Gustav Holst said, “‘Aristocracy in art’—art is not for all but only for the chosen few—but the only way to find those few is to bring art to everyone—then the artists have a sort of masonic signal by which they recognise each other in the crowd.”
Sounds to me like the composer of The Planets and John Milton would’ve gotten along just fine. Recall that Milton believed Paradise Lost would be read by a “fit audience, though few.”
Are Holst and Milton recognizing here that art is truly enjoyed or understood only by a few, even if the total audience (now numbering in the millions for both men) is much larger? If so, is their belief anywhere close to the truth?
I do not know the answer to these questions, but I do know that Milton, for his part, was not altogether resigned to a small audience. He was determined to “leave something so written to after-times as they should not willingly let it die.” It may be amazing to contemplate, but of all the thousands of critical estimates of Paradise Lost written over the last 340 years or so, this one remark of Milton’s seems to me to be the fairest, pithiest, most accurate statement ever made about the poem.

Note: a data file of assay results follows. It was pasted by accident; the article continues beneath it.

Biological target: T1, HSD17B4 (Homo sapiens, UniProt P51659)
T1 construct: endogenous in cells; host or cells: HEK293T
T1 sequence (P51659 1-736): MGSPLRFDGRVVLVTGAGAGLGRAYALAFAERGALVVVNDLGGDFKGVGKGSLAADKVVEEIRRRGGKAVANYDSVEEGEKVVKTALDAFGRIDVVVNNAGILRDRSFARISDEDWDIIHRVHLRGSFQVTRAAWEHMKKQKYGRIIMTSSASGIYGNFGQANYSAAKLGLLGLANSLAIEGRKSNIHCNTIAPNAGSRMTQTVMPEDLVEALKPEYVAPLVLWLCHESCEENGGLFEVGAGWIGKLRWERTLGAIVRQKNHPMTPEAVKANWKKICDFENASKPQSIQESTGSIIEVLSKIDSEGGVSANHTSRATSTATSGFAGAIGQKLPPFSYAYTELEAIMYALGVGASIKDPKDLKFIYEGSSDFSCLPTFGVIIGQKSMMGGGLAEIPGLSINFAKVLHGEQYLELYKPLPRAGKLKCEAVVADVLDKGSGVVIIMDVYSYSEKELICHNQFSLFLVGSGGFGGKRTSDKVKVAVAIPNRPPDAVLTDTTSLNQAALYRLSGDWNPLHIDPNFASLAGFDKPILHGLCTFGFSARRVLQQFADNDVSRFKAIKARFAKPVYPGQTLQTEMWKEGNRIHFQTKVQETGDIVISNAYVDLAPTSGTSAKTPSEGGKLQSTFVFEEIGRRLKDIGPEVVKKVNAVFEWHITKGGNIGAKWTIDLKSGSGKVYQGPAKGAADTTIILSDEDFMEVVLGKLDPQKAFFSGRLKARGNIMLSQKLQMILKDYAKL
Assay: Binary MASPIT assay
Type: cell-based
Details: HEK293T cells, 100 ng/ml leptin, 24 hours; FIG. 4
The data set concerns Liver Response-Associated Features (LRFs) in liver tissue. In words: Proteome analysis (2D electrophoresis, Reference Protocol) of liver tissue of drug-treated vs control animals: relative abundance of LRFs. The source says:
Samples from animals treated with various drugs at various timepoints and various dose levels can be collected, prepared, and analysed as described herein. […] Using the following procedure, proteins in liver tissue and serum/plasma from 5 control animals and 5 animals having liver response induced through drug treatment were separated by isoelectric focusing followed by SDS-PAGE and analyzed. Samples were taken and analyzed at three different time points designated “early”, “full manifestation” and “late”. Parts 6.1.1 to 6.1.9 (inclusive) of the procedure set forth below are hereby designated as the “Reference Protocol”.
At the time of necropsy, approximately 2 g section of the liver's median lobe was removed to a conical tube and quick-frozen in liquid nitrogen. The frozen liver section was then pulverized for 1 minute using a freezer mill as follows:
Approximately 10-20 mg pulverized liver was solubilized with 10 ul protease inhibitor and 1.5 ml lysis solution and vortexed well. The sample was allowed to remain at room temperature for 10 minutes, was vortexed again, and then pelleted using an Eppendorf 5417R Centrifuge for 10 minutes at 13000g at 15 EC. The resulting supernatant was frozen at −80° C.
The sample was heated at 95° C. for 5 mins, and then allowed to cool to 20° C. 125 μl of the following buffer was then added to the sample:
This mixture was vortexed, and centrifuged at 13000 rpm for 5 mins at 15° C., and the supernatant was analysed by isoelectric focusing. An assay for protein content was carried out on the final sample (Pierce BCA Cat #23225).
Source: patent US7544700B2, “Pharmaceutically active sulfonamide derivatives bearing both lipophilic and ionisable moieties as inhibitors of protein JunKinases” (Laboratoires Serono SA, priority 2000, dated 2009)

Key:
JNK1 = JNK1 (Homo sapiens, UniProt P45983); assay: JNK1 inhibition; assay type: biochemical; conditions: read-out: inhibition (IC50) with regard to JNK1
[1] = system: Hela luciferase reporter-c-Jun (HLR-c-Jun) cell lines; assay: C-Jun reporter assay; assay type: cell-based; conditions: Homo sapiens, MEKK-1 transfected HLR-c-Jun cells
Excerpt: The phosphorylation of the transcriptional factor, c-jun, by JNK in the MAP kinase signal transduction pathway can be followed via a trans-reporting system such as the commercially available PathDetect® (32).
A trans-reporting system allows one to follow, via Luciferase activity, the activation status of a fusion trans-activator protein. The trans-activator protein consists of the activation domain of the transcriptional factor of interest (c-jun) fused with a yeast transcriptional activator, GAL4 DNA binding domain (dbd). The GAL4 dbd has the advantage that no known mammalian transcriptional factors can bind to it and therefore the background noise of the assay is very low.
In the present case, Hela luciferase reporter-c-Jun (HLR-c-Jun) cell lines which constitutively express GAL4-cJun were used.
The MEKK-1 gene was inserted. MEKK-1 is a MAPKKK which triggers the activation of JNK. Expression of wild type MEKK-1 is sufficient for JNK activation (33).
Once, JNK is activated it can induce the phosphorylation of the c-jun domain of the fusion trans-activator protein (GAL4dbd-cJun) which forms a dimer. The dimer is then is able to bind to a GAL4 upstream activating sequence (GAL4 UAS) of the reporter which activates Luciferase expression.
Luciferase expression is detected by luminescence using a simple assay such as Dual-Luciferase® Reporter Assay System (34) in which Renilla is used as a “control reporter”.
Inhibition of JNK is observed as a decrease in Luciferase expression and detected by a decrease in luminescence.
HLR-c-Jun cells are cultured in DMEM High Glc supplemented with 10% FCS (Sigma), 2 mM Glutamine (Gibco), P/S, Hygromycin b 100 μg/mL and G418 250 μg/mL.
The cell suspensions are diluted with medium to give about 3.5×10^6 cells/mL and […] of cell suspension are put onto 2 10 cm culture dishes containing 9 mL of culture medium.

What I would like to believe, and what I take away from the remarks of both men is that, as writers–as artists–we’d better content ourselves with a small audience for our work, because that’s all the audience we’re likely to get. Few of us can be J.K. Rowling or Dan Brown, or the man whom the renowned literary critic Peter Griffin called “the greatest writer of the last thousand years, Stephen King,” but the size of our audience bears little relation to the value of our work. Most of us want to be read by thousands or even millions, but the real challenge is to write as well as we can about the things that we believe actually matter, and trust that the audience will find us again and again.